George Price–a wannabee priest who left behind his seminary training and eventually became Belize’s Gandhi, of a sort–worked tirelessly, and like Gandhi and his other hero MLK Jr. worked non-violently— to make his vision of a free and independent Belize a reality.

Price remained single and celibate his entire life, like the priest that he always wanted to be. His love for his country and its people, though, superseded even his love of the church–which he attended every day no matter where in the world he was traveling..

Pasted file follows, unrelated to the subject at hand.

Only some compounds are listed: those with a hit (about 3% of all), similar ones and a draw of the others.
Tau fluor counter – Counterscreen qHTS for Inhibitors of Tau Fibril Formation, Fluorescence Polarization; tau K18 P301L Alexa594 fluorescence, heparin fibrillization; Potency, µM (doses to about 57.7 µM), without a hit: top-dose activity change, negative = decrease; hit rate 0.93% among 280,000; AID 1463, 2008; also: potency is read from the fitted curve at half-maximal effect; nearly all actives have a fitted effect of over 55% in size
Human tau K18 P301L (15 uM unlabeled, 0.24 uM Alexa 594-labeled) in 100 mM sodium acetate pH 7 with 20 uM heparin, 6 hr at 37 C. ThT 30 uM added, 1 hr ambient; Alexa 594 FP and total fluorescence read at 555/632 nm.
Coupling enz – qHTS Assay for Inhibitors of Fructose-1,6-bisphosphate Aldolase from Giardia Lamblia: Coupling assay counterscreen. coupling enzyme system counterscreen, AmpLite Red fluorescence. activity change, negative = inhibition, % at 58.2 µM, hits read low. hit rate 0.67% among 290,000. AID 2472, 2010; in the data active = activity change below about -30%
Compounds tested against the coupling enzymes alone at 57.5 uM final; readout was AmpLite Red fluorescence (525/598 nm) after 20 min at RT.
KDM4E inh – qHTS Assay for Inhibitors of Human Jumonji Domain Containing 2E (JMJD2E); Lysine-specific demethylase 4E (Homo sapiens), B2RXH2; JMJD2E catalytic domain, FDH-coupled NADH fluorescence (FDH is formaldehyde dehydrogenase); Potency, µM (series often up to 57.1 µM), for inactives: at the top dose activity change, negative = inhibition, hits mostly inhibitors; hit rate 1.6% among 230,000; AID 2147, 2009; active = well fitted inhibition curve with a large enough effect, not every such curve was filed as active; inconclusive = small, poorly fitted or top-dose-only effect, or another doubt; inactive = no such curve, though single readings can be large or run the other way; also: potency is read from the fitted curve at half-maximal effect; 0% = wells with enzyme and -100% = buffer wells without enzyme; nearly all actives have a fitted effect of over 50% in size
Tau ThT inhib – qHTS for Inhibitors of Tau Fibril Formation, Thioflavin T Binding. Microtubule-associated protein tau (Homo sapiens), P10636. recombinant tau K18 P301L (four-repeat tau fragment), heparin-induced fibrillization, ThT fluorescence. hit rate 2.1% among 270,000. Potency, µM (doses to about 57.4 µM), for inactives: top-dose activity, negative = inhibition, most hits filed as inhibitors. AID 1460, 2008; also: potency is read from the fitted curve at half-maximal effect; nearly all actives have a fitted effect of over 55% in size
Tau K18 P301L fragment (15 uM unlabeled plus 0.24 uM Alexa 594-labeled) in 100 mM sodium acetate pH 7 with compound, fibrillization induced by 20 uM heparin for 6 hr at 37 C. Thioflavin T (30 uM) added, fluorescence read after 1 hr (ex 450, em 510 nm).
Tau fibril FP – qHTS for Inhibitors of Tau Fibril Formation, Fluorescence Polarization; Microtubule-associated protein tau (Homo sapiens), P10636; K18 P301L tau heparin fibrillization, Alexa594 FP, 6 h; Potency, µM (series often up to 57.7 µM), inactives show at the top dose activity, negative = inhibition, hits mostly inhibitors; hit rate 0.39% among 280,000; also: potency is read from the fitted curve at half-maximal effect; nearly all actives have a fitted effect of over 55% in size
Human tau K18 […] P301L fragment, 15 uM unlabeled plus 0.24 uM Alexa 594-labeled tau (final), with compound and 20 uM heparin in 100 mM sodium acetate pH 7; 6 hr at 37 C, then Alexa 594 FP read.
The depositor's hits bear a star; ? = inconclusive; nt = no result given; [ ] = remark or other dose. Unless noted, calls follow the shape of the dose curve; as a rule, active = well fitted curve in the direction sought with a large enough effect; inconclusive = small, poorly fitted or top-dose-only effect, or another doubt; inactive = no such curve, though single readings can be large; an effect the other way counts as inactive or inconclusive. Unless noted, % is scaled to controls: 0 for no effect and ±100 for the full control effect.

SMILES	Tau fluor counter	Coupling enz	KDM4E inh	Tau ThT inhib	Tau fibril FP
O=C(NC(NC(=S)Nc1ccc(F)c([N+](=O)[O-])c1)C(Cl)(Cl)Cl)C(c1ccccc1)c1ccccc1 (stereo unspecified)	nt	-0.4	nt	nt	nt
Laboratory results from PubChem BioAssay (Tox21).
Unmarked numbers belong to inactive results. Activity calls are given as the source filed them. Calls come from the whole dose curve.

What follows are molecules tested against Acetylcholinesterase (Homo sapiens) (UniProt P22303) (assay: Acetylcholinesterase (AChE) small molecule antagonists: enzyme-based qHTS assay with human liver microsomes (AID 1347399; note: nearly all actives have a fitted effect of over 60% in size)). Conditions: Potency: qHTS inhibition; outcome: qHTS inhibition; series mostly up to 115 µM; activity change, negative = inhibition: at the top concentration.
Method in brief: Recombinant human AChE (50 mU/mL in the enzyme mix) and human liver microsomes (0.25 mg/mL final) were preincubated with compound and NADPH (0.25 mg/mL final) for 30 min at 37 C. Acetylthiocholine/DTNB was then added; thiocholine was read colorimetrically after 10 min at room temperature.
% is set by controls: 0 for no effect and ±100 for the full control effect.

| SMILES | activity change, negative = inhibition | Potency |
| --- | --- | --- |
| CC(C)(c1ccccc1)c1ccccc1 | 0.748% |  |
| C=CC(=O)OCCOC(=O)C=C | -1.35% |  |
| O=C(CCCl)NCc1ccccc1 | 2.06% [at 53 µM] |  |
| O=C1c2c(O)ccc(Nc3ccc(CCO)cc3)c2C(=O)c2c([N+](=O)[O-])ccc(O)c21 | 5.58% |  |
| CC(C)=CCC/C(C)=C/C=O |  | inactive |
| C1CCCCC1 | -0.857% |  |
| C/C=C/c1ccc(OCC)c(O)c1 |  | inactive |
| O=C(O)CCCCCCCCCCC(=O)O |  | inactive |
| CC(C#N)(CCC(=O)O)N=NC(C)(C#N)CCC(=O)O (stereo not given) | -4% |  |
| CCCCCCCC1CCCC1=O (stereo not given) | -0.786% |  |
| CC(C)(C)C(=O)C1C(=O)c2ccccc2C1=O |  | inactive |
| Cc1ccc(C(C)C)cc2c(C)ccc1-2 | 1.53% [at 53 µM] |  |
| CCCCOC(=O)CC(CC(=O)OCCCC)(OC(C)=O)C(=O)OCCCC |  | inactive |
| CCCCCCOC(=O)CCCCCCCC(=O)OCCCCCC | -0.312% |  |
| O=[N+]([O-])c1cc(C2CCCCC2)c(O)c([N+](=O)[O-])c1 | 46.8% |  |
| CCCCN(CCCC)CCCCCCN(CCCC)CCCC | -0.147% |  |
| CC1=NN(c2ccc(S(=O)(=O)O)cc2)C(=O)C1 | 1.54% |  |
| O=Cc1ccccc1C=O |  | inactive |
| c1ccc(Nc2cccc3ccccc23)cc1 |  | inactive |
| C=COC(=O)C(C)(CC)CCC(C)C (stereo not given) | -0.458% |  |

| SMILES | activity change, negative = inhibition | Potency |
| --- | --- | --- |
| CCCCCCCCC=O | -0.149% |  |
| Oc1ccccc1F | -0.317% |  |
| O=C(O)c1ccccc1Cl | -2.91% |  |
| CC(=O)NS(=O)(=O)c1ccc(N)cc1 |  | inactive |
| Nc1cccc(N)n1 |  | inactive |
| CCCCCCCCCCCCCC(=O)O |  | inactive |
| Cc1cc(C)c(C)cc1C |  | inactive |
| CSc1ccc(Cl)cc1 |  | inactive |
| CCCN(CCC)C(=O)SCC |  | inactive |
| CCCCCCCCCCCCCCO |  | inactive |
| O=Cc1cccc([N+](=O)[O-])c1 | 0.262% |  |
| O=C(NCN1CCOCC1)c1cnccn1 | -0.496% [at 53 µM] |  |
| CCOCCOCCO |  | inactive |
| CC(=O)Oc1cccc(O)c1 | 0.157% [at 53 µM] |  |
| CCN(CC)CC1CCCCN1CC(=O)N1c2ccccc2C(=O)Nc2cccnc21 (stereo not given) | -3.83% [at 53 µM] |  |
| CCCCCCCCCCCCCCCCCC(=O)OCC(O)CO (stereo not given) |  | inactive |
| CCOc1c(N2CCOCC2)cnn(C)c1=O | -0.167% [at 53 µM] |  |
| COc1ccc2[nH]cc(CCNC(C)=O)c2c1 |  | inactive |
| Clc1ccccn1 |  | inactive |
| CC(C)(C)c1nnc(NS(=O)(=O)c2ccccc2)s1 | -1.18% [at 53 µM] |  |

They might as well call September 21 George Price Day. The short little rocky street in front of my rent house is George Price Street. Just as there is a Martin Luther King Jr. street in most American cities and towns and even some villages, every town and village and “city” in Belize has its George Price Street. {Belize City, the largest “city” in the nation, is a city of only 70,000 people.)

Price was quite a humble, tireless activist and leader, and fascinating man, and remains a real hero to the 300,000 people of tiny Belize.

Click here for more about this remarkable leader’s life and times.